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Officials Forecast Lean Times for Military Trucks
MONTEREY, Calif. — The sun has begun to set on an unprecedented decade for the military truck market.

Officials speaking at the National Defense Industrial Association's annual tactical wheeled vehicle conference tried to break the news in lighthearted ways to industry. One official used a cartoon of a giraffe unleashing a string of profanities while drowning in quicksand. Another modeled his speech after a priest's sermon, commanding industry to go forth and find cheaper ways to develop products.

Though no one had hard numbers for how much the fleet would shrink, the message was clear: The Army must get rid of thousands of trucks and it will not buy as many in the future.

The service already has completed three studies that recommend reducing the fleet by 24,000 vehicles. Now the Army's Training and Doctrine Command, along with the Combined Arms Support Command (CASCOM), wants to define more clearly what the Army of 2020 will need, said Maj. Gen. James L. Hodge, commander of CASCOM's sustainment center of excellence.

“You can be sure that additional tactical wheeled vehicle reductions will be a part of those designs,” he said.

The not-so-rosy outlook for the truck fleet is the result of a perfect storm — two land wars ending, reductions in anticipated budget increases and a military-wide shift back to air and sea postures.

The bleak predictions have some in industry looking to international markets. Some executives say that they don't think there will be enough money in the Army's plans to sustain the tactical wheeled vehicle industrial base. Making matters worse, they will have to navigate strict International Traffic in Arms Regulations that make it difficult to sell products to foreign countries.

The Defense Department is focusing on capability, and no longer the quantity of trucks, said Paul Mann, assistant deputy director for ground systems in the office of the undersecretary of defense for acquisition, technology and logistics.

“You have to learn how to count your dollars and you have to learn how to count our dollars,” he told industry representatives. “We have to have enough to do everything we need to do, and we can't spend a lot of money on stuff we don't deliver.”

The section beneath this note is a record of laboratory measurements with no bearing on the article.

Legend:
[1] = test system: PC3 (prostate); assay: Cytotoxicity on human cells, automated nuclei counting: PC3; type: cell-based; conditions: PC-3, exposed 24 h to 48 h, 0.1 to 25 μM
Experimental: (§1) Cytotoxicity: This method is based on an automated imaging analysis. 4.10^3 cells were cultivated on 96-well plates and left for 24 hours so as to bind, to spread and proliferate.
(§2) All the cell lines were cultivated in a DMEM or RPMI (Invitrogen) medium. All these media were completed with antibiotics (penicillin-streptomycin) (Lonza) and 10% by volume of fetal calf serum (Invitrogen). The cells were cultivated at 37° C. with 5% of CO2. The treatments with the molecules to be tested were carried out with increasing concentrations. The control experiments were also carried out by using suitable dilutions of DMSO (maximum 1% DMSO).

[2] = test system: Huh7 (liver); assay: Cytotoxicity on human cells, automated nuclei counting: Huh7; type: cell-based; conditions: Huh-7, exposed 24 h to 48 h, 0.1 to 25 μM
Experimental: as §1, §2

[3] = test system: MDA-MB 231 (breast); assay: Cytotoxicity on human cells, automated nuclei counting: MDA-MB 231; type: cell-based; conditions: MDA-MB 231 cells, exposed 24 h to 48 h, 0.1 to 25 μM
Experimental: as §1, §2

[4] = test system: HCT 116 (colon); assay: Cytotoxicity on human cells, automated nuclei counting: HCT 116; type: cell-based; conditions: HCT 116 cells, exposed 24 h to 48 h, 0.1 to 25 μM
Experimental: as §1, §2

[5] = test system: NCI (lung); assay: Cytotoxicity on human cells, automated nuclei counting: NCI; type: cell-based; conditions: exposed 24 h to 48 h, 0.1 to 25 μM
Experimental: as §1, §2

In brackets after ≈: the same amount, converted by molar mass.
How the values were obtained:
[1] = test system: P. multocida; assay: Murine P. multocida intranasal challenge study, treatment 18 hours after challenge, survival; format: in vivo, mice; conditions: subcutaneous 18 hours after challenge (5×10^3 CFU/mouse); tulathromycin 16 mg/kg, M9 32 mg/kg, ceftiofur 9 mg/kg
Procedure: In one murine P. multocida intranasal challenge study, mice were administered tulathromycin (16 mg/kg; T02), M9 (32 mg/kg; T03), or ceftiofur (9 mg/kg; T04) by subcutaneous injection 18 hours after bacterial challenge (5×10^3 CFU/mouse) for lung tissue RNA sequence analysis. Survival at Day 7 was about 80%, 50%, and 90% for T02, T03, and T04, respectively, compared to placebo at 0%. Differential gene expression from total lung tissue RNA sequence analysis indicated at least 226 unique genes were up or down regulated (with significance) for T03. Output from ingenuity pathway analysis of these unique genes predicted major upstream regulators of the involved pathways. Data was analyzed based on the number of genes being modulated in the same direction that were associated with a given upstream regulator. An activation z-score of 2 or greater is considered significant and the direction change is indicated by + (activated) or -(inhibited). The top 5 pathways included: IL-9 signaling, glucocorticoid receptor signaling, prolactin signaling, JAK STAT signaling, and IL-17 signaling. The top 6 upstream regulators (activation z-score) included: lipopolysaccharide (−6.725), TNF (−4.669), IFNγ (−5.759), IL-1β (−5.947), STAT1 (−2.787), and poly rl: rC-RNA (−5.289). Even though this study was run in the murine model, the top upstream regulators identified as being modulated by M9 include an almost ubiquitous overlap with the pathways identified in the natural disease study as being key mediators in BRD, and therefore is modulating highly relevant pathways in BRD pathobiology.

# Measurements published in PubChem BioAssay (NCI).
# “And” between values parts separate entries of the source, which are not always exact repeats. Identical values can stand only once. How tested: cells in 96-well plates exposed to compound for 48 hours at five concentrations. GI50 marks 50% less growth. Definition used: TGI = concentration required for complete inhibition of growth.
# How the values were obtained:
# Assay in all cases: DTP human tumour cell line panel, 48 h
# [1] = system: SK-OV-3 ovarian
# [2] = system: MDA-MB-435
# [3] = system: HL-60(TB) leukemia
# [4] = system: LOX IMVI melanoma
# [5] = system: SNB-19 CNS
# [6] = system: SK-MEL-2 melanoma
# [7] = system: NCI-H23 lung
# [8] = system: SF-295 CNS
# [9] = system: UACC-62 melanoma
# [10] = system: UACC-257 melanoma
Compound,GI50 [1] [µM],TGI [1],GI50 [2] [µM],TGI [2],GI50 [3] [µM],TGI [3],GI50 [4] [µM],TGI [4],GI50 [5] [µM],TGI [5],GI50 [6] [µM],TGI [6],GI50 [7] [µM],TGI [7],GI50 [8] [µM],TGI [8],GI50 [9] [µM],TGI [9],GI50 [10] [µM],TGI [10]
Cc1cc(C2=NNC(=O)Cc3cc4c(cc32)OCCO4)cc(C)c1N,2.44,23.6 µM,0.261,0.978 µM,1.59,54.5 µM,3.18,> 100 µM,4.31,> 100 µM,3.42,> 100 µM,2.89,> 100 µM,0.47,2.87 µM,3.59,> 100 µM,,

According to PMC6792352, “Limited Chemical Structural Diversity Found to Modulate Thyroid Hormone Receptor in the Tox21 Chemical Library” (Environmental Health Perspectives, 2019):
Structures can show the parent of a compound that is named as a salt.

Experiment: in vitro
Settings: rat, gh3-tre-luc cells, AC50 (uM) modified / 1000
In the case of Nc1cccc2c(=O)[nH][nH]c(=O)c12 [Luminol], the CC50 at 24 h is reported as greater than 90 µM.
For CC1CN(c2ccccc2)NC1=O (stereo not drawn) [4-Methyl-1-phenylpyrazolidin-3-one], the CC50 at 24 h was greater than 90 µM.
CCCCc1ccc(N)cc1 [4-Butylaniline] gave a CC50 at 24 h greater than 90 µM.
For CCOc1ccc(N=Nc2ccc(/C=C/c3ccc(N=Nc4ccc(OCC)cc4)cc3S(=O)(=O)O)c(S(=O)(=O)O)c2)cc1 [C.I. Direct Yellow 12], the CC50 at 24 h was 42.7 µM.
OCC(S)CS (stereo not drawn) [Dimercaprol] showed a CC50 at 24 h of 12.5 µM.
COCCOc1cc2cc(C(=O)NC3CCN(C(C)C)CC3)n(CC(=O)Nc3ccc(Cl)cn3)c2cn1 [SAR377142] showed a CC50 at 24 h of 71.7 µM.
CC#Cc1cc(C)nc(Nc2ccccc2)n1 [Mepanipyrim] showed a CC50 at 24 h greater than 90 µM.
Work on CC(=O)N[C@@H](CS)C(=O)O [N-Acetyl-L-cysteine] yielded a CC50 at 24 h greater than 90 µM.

The Joint Light Tactical Vehicle program, which officials at the conference repeatedly touted as a success story, will be the military's first attempt to craft a program where affordability is a key criterion, Mann said. It is the model going forward, officials said.

The program almost died after the Army and Marine Corps seemed at odds over requirements and lawmakers recommended eliminating it. But the Army has just released a request for proposals for the JLTV and wants to buy 23,000 by 2025 to replace a portion of the up-armored Humvee fleet. A program to upgrade others in the fleet has been suspended.

For now, the Army is banking on JLTV to carry the truck fleet of the future. Leaders consider it their Number 3 priority, after the network and the Ground Combat Vehicle.

Affordability is the name of the game. Officials are looking for requirements they can retreat from, alter or at the very least debate, Mann explained.

“We're not going after the profits of companies, we're going after costs,” he said. 

During a keynote address, Army Lt. Gen. William Phillips, principal military deputy assistant secretary of the Army, urged companies to play their own versions of “money ball,” taking inspiration from Oakland Athletics general manager Billy Beane, who put together winning teams despite having one of the lowest payrolls in the league.

“We all run businesses and we have shareholders, stakeholders, employees and families,” said Pat MacArevey, vice president of government business at Navistar Defense. “Whether it's good news or bad news, sharing our customer's outlook is incredibly valuable to our planning process . . . Though it may not be, 'We're going to buy a lot of trucks in the future,' it's real and we appreciate it.”

But a week before the release of a delayed budget, there is only so much military officials have been able to tell companies that are seeking information about what opportunities will remain for the tactical wheeled vehicle fleet.

“The only certainty we know about future challenges is that they are uncertain,” Mann said.

One thing is known, officials said. Army studies have shown that there is a tactical wheeled vehicle for every four soldiers, and that ratio won't stand.

“While that shows we have a very mobile force, it also comes with a significant sustainment cost,” Hodge said. “This is especially true due to the many older tactical wheeled vehicles that remain in our fleet.” The money needed to repair and maintain the older vehicles could be spent on other priorities, he said.

“We have to get rid of a lot of tactical wheeled vehicles,” added Christopher Lowman, assistant deputy chief of staff and director of maintenance policy and programs for the Department of the Army.

The service may do away with 30,000 to 40,000 vehicles in the current fleet of 260,000. “And that's before the Army restructures” and becomes a smaller force, further reducing the need for more vehicles, Lowman said.

The latest estimates call for the divestment of 1,205 mine-resistant ambush-protected and 36,500 other tactical wheeled vehicles. So far, the Army has taken 105 MRAPs and 4,500 other trucks off its hands, Lowman reported.

But it's not all doom-and-gloom, he said.

“As our modernization budgets come down and our production requirements come down, there's an opportunity here to partner with those [manufacturers] and other companies to help sustain our fleets of equipment,” he said.


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